• Peanuts
  • Peanut butter
  • Pecans
  • Pistachios
  • Pumpkin seeds
  • Sesame seeds
  • Sunflower seeds
  • Walnuts

Soy Products

  • Tofu
  • Tempeh
  • Texturized vegetable protein

It’s best to consume lean and lower fat meats and poultry, or stick with seafood since it’s high in omega-3 fatty acids. Also watch your sodium intake, as many processed meats, nuts, and seeds can contain added salt. Depending on age and sex, the USDA recommends an average of five ounces of protein each day. It’s also recommended to consume about eight ounces of seafood in one week.


Dairy products are an important source of calcium. They also contain a lot of saturated fat, so the USDA recommends consuming lower fat or even fat free dairy products. Products that are technically dairy, such as butter, cream, and cream cheese, count as dairy products, but aren’t recommended as a primary source of dairy over products like milk and cheese.

Because most dairy products are animal byproducts (with the exception of calcium enriched soymilk), this is a tough group for vegans and those who are lactose intolerant. (Confused about the difference between veganism and vegetarianism? Check out this guide!) There are alternative sources of calcium that are both vegan and lactose free, though. For instance, one cup of baked beans contains about 13% of the recommended daily value of calcium. Oatmeal, nuts, vegetables like kale, spinach, and other dark leafy greens, and calcium fortified products like almond milk, rice milk, and soy milk all contain a ton of lactose-free calcium as well. People who are only slightly lactose intolerant, and not completely allergic, can usually get away with consuming about four fluid ounces of milk without upsetting their stomach too much.

Absolutely do not consume any lactose products if it is damaging to your body! Risking a little stomach upset for some added calcium is not a problem if you think you can handle it, and if you know you need the calcium, but don’t hurt yourself. There are other ways to receive the necessary calcium.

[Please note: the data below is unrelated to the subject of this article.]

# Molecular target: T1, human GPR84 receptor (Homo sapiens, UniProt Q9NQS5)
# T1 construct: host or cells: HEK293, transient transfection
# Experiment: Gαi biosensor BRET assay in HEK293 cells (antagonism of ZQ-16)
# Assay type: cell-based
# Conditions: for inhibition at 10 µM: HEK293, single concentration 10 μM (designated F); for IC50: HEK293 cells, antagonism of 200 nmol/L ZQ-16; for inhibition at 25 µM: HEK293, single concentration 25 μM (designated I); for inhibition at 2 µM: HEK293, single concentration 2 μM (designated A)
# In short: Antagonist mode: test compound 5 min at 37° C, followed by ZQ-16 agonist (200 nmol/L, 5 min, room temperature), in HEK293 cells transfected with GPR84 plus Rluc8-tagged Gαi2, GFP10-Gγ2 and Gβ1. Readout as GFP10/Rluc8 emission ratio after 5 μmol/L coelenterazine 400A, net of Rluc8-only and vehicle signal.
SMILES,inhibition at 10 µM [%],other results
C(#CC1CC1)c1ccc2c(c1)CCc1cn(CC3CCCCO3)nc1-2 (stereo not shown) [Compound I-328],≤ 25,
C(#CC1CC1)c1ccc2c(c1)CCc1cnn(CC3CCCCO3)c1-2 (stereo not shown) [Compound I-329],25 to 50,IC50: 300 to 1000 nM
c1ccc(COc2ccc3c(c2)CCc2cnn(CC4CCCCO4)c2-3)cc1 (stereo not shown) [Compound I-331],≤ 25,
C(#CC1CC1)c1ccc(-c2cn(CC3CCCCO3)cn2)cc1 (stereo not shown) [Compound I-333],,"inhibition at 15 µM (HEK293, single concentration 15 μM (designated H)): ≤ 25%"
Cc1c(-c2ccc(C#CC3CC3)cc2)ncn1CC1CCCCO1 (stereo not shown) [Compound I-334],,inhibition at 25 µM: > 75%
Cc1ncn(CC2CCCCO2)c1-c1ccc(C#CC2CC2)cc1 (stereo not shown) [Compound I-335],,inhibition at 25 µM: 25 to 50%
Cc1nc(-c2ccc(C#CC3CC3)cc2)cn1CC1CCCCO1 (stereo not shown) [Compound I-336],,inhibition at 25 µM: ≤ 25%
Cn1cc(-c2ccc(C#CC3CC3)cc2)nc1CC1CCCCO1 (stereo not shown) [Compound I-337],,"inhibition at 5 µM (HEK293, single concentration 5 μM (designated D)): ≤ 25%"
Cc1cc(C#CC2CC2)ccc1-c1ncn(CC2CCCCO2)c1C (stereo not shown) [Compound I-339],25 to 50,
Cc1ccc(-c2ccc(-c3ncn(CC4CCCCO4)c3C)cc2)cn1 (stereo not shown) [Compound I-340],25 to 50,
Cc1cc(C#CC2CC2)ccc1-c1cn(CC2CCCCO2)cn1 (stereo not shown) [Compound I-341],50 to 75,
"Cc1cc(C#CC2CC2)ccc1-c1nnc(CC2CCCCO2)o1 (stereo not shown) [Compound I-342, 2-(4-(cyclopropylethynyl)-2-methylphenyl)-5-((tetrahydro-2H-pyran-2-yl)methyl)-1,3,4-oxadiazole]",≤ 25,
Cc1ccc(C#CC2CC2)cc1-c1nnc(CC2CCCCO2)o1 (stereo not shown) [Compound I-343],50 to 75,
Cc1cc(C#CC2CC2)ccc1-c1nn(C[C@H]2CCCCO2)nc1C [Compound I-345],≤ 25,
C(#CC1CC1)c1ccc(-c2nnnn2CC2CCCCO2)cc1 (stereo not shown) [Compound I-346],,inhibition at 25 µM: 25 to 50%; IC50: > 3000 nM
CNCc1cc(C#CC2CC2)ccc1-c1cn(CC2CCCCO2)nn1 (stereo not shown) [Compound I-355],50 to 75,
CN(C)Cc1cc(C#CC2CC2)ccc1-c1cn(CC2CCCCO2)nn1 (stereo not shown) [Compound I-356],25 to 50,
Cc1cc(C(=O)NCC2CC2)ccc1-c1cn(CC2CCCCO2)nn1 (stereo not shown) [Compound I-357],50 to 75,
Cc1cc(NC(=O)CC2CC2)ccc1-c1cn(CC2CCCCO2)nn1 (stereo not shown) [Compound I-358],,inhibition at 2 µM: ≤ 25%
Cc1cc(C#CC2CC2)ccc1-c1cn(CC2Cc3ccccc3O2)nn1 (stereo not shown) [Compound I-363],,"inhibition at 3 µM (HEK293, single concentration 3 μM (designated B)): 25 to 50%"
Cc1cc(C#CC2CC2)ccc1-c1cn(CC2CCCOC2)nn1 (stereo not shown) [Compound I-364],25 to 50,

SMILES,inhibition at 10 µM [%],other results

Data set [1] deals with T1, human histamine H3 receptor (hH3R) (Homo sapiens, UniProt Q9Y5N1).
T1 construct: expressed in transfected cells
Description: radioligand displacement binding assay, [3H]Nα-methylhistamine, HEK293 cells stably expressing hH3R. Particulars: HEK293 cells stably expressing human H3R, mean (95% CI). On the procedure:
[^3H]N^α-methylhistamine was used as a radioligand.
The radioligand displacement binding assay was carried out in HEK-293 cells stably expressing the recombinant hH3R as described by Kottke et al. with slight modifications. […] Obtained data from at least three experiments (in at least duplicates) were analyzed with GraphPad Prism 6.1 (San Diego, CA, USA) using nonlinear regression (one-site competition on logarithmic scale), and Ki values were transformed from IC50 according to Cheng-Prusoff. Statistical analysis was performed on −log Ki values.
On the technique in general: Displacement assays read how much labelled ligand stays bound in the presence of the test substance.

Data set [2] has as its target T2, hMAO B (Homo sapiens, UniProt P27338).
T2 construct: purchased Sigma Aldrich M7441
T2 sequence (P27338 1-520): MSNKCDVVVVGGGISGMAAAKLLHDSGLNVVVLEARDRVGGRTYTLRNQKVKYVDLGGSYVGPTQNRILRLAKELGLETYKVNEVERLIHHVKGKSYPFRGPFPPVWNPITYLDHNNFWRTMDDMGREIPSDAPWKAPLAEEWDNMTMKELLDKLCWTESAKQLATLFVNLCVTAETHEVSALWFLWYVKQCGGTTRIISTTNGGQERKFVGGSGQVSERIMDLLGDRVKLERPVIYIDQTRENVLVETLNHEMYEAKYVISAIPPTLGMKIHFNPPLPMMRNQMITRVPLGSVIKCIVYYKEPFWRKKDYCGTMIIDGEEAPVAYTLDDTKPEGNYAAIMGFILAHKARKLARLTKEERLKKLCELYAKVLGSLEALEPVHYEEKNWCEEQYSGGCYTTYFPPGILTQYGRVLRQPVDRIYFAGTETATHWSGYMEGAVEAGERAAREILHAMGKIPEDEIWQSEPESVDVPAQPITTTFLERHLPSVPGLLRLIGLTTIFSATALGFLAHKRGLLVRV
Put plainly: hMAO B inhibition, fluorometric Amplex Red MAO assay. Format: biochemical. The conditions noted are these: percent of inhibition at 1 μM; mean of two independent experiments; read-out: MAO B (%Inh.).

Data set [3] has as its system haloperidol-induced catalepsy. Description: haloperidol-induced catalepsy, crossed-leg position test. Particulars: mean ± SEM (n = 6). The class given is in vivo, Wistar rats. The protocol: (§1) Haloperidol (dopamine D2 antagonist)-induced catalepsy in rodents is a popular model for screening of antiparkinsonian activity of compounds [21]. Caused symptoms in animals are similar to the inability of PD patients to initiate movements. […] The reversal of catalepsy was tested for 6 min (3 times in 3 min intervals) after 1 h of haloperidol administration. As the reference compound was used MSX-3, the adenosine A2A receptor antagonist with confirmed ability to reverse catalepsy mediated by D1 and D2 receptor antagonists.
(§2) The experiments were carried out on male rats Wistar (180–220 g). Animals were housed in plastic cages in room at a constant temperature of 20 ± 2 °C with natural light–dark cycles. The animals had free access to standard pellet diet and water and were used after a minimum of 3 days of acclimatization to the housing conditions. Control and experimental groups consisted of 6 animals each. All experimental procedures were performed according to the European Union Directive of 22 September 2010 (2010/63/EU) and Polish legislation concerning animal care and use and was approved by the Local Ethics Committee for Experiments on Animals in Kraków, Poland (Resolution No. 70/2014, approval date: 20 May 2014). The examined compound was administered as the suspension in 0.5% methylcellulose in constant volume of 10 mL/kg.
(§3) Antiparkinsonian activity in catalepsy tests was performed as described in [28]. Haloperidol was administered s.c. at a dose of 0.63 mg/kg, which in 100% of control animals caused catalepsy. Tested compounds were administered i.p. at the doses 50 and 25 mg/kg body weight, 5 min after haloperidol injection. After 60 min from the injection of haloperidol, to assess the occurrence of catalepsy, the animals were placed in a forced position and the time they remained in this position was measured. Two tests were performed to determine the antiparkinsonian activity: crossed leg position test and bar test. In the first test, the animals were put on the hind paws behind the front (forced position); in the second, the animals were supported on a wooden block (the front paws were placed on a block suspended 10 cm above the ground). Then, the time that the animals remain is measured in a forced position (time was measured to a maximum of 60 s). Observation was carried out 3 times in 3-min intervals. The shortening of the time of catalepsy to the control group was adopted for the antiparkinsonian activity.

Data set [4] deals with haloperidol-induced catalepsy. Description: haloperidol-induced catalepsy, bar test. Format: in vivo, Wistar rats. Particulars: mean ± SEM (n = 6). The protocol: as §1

If you’re someone who’s calcium deficient or doesn’t often consume foods rich in calcium, lowering or stopping your consumption of soft drinks altogether is also highly recommended. Too much phosphate in the blood is harmful for the calcium in your bones, and can make it harder for them to absorb more calcium. Drinking too much soda is one cause of high phosphate in the blood, so cut it down! (It’s also packed with sugar and empty calories, so it’s probably best to just cut it down no matter who you are.)

Milk (Fluid)

  • Low fat milk (1%)
  • Reduced fat milk (2%)
  • Fat free milk (skim)
  • Whole milk
  • Flavored milk
  • Lactose reduced milk
  • Lactose free milk
  • Calcium fortified soymilk


  • American
  • Cheddar
  • Cottage cheese
  • Feta
  • Mozzarella
  • Parmesan
  • Ricotta
  • Swiss


  • Low fat yogurt
  • Reduced fat yogurt
  • Fat free yogurt
  • Whole milk yogurt

The USDA recommends three cups of dairy products a day. Check out this guide to dairy and the different types of milk for more information. For more on maintaining a balanced vegan diet, check out this vegan/vegetarian cooking course, and this guide to the vegan food pyramid.


Who doesn’t love fruit? Even young children who refuse to eat their vegetables must like fruit. They’re sweet and they’re good for you. Fruit can be consumed fresh, frozen, canned, dried, and juiced. If you choose to drink fruit juice for your daily intake, make sure to consume 100% fruit juices.

  • Apples
  • Apricots
  • Bananas
  • Blueberries
  • Cantaloupe
  • Cherries
  • Grapefruit
  • Grapes
  • Honeydew melon
  • Kiwi
  • Lemons
  • Limes
  • Mangoes
  • Nectarines
  • Oranges
  • Peaches
  • Pears
  • Papayas
  • Pineapple
  • Plums
  • Prunes
  • Raisins
  • Raspberries
  • Strawberries
  • Tangerines
  • Watermelon

The USDA recommends about a cup or two of fruit a day, the requirements of which can lower around the age of 30, to about 1/2.


Vegetables are super important in maintaining a healthy diet. Like fruit, they can be consumed fresh, frozen, dried, canned, and in a juice as long as it’s 100% vegetable juice. Check out this course to finding the best green juice recipe.

Dark Leafy Greens

  • Bok choy
  • Broccoli
  • Collard greens
  • Dark leafy green lettuce
  • Kale
  • Mesclun
  • Mustard greens
  • Romaine lettuce
  • Spinach
  • Turnip greens
  • Watercress

Red and Orange Vegetables

  • Butternut squash
  • Carrots
  • Pumpkin
  • Red peppers
  • Sweet potatoes
  • Tomatoes
  • Tomato juice


  • Artichokes
  • Asparagus
  • Avocado
  • Bean sprouts
  • Beets
  • Brussel sprouts
  • Cabbage
  • Cauliflower
  • Celery
  • Corn
  • Cucumbers
  • Eggplant
  • Green beans
  • Green peas
  • Green peppers
  • Iceberg lettuce
  • Mushrooms
  • Okra
  • Onions
  • Plantains
  • Potatoes
  • Taro
  • Water chestnuts
  • Zucchini

The recommended daily consumption of vegetables is about 2-3 cups each day. Check out this guide to the nine types of vegetables you should have in your diet today.

Go beyond the diet hype! Learn how to eat healthy the natural way with this course.